Generic manufacturers can also remain competitive by “branding” their generic medications. Products with complex chemical names can be branded by the generic manufacturers to help establish product recognition, “brand” loyalty and simplify communications between patients and prescribers. Branded generics are bioequivalent medications with identical active ingredients but varying inactive compounds and are NOT to be confused with authorized generics which are identical products to the brand. It is simply a marketing strategy that does not mean clinical superiority. See FIGURE 2
Despite pressures from multiple fronts, internal competition among generic manufacturers remains fierce where comparable generic products can have considerable price variations despite insignificant clinical differences between them. Over the last decade, the clinical team at Employers Health has identified numerous multi-source generic products with inflated price tags relative to their therapeutic equivalents. In response, customized programs have been created to protect plan sponsors from exposure to these avoidable costs. Examples of these custom programs are High-cost Generics 3.0 and Expensive Dosage Forms.
High-cost Generics 3.0
Within each therapeutic class, there are often multiple competing products with relatively similar efficacy and safety data. Unfortunately, prices can vary significantly among these comparable products, and the High-cost Generics 3.0 strategy targets two prevalent generics with multiple therapeutic alternatives.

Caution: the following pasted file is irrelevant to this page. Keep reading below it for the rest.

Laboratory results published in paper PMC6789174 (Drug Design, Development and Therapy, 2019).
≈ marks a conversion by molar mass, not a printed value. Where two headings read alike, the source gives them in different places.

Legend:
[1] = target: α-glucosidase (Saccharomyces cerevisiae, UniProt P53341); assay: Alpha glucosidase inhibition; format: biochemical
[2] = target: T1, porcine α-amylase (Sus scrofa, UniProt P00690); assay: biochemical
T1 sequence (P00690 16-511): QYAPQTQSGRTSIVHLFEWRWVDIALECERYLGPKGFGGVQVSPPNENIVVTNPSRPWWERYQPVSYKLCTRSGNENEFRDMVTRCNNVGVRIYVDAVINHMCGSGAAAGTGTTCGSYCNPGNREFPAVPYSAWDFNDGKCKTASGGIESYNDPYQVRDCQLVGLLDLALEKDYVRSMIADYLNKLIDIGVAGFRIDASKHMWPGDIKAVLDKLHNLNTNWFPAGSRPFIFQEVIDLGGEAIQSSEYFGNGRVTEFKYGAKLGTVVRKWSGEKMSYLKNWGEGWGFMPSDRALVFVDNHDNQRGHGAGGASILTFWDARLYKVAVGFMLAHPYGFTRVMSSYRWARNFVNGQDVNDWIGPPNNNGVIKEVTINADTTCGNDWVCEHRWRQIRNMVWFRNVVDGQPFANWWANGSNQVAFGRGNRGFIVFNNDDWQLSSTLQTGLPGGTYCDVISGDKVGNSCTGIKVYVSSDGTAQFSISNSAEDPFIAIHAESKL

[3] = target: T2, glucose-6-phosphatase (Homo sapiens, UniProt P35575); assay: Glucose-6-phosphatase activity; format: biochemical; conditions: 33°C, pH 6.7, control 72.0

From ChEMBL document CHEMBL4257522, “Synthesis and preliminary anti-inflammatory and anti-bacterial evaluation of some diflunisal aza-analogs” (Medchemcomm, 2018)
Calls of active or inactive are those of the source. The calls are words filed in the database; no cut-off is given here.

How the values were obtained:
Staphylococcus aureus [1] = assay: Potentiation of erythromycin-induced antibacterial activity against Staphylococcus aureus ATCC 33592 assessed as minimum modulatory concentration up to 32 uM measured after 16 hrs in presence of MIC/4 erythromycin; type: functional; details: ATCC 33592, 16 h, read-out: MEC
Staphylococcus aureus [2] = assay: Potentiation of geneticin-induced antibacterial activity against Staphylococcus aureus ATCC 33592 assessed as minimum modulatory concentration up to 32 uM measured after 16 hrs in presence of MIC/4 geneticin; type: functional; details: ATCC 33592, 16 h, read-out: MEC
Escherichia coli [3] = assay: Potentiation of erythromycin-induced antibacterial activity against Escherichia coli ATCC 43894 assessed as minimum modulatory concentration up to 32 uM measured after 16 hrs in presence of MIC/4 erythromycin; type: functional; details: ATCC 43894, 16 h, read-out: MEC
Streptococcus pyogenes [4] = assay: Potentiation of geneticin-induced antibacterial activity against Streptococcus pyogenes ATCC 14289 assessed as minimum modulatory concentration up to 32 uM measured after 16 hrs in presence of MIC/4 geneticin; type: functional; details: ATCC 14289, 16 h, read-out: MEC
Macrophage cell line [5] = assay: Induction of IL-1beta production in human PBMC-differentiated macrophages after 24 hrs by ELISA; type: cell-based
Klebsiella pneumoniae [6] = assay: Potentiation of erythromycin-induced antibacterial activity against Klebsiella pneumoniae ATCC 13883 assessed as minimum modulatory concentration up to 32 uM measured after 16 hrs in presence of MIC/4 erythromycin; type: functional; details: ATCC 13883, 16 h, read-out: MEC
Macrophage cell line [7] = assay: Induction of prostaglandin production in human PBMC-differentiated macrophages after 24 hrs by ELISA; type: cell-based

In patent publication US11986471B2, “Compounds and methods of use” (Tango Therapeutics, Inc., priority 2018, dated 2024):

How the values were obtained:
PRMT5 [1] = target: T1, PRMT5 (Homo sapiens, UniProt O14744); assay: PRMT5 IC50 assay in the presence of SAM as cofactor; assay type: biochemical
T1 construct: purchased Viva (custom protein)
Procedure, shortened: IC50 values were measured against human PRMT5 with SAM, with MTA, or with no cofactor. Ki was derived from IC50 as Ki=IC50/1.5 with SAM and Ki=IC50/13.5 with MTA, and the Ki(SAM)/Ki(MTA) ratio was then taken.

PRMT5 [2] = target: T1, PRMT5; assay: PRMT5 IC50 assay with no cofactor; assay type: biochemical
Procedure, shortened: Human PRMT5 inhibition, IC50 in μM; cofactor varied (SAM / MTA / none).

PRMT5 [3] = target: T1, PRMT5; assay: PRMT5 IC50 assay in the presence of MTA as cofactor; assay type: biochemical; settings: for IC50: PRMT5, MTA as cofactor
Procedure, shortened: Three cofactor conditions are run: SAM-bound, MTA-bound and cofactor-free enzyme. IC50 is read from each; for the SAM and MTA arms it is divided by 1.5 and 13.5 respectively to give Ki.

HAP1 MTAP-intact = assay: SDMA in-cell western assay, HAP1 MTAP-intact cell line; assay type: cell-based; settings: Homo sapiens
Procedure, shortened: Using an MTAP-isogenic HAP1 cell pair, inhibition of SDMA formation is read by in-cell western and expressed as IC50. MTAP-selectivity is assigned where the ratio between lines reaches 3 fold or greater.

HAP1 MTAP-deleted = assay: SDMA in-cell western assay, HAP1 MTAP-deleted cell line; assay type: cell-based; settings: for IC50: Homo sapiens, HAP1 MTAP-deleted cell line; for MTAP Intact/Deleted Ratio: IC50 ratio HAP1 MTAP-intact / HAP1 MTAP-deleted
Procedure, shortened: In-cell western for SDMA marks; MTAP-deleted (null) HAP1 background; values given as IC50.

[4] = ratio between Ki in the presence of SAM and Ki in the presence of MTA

- Rosuvastatin (generic Crestor) is a medication indicated to treat high cholesterol with various competing drugs in the same therapeutic class (e.g., atorvastatin, simvastatin, etc.). Despite being generic with comparable efficacy and safety data, the cost of rosuvastatin remains significantly higher than other generic medications within its class. Due to potency differences between products in the same class, only one strength of rosuvastatin was targeted ensuring clinically appropriate conversion to other statin medications.
- Similarly, esomeprazole (generic Nexium) is an expensive generic medication indicated to treat heartburn. With multiple affordable over-the-counter and prescription alternatives in the same class (e.g., pantoprazole, lansoprazole, omeprazole, etc.), employers can see significant savings by steering members to lower-cost options.
Expensive Dosage Forms
Medications can be packaged in a variety of dosage forms such as tablets, capsules, suspensions, sprays and solutions. Equivalent generic medications regardless of dosage forms are often interchangeable when administered via the same route, yet certain dosage forms are marketed at an excessive cost despite having identical active compounds and no clear clinical advantage. For example, oral tizanidine capsules average about $51 per Rx while the tablet version of tizanidine costs roughly $3 for each prescription. The Expensive Dosage Forms program strategically excludes coverage of specific high-cost formulations of generic products while driving patients to the preferred alternatives via point-of-sale messaging at the pharmacy. Financial performance of this strategy showed plan sponsors who adopted it had an estimated annual savings of $0.13 per member per month, with less than 1% disruption of total eligible members.
Compared to traditional markets, specialty drugs have a significantly smaller patient population due to the low prevalence of the disease states. Generic drug manufacturers’ heavy reliance on high utilization volume has historically limited their participation in the specialty space. However, as the prices of branded specialty drugs continue to soar, plan sponsors must collaborate with PBMs, generic manufacturers and even lawmakers to expedite generic entrants and competition in the specialty drug market.